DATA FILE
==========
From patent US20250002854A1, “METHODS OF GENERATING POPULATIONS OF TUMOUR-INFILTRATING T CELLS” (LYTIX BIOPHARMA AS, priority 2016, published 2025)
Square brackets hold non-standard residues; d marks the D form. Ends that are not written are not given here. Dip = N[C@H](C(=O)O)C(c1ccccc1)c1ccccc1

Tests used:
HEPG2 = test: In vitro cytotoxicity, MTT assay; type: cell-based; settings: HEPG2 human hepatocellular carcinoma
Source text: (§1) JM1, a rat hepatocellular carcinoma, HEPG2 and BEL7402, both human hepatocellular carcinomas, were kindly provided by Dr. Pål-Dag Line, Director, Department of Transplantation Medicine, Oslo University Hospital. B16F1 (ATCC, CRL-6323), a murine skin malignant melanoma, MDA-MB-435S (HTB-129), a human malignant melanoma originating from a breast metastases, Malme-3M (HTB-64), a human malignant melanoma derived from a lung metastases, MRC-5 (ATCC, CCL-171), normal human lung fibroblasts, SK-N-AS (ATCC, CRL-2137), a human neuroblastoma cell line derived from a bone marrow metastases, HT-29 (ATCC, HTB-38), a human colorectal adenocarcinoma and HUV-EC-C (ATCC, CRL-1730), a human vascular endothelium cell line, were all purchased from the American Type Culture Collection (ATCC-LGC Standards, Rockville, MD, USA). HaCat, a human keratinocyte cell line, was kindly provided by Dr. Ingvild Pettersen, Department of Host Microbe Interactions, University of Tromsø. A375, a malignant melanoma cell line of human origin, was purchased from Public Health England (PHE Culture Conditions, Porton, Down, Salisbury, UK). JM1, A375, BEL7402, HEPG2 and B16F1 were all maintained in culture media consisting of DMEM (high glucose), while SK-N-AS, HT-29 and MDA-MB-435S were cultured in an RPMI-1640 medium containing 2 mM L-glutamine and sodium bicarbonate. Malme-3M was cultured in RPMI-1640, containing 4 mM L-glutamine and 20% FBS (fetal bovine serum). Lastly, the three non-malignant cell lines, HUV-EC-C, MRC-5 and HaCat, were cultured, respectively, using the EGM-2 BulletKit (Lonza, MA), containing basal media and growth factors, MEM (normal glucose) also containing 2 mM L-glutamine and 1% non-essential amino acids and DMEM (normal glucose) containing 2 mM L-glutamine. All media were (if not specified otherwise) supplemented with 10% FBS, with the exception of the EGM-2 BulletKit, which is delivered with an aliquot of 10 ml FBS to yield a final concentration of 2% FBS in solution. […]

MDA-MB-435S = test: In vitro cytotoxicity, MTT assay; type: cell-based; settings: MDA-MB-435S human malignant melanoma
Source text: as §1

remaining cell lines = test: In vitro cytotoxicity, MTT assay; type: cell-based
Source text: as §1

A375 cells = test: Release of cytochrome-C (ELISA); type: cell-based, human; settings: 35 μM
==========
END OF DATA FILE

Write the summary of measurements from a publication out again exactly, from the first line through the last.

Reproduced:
From patent US20250002854A1, “METHODS OF GENERATING POPULATIONS OF TUMOUR-INFILTRATING T CELLS” (LYTIX BIOPHARMA AS, priority 2016, published 2025)
Square brackets hold non-standard residues; d marks the D form. Ends that are not written are not given here. Dip = N[C@H](C(=O)O)C(c1ccccc1)c1ccccc1

Tests used:
HEPG2 = test: In vitro cytotoxicity, MTT assay; type: cell-based; settings: HEPG2 human hepatocellular carcinoma
Source text: (§1) JM1, a rat hepatocellular carcinoma, HEPG2 and BEL7402, both human hepatocellular carcinomas, were kindly provided by Dr. Pål-Dag Line, Director, Department of Transplantation Medicine, Oslo University Hospital. B16F1 (ATCC, CRL-6323), a murine skin malignant melanoma, MDA-MB-435S (HTB-129), a human malignant melanoma originating from a breast metastases, Malme-3M (HTB-64), a human malignant melanoma derived from a lung metastases, MRC-5 (ATCC, CCL-171), normal human lung fibroblasts, SK-N-AS (ATCC, CRL-2137), a human neuroblastoma cell line derived from a bone marrow metastases, HT-29 (ATCC, HTB-38), a human colorectal adenocarcinoma and HUV-EC-C (ATCC, CRL-1730), a human vascular endothelium cell line, were all purchased from the American Type Culture Collection (ATCC-LGC Standards, Rockville, MD, USA). HaCat, a human keratinocyte cell line, was kindly provided by Dr. Ingvild Pettersen, Department of Host Microbe Interactions, University of Tromsø. A375, a malignant melanoma cell line of human origin, was purchased from Public Health England (PHE Culture Conditions, Porton, Down, Salisbury, UK). JM1, A375, BEL7402, HEPG2 and B16F1 were all maintained in culture media consisting of DMEM (high glucose), while SK-N-AS, HT-29 and MDA-MB-435S were cultured in an RPMI-1640 medium containing 2 mM L-glutamine and sodium bicarbonate. Malme-3M was cultured in RPMI-1640, containing 4 mM L-glutamine and 20% FBS (fetal bovine serum). Lastly, the three non-malignant cell lines, HUV-EC-C, MRC-5 and HaCat, were cultured, respectively, using the EGM-2 BulletKit (Lonza, MA), containing basal media and growth factors, MEM (normal glucose) also containing 2 mM L-glutamine and 1% non-essential amino acids and DMEM (normal glucose) containing 2 mM L-glutamine. All media were (if not specified otherwise) supplemented with 10% FBS, with the exception of the EGM-2 BulletKit, which is delivered with an aliquot of 10 ml FBS to yield a final concentration of 2% FBS in solution. […]

MDA-MB-435S = test: In vitro cytotoxicity, MTT assay; type: cell-based; settings: MDA-MB-435S human malignant melanoma
Source text: as §1

remaining cell lines = test: In vitro cytotoxicity, MTT assay; type: cell-based
Source text: as §1

A375 cells = test: Release of cytochrome-C (ELISA); type: cell-based, human; settings: 35 μM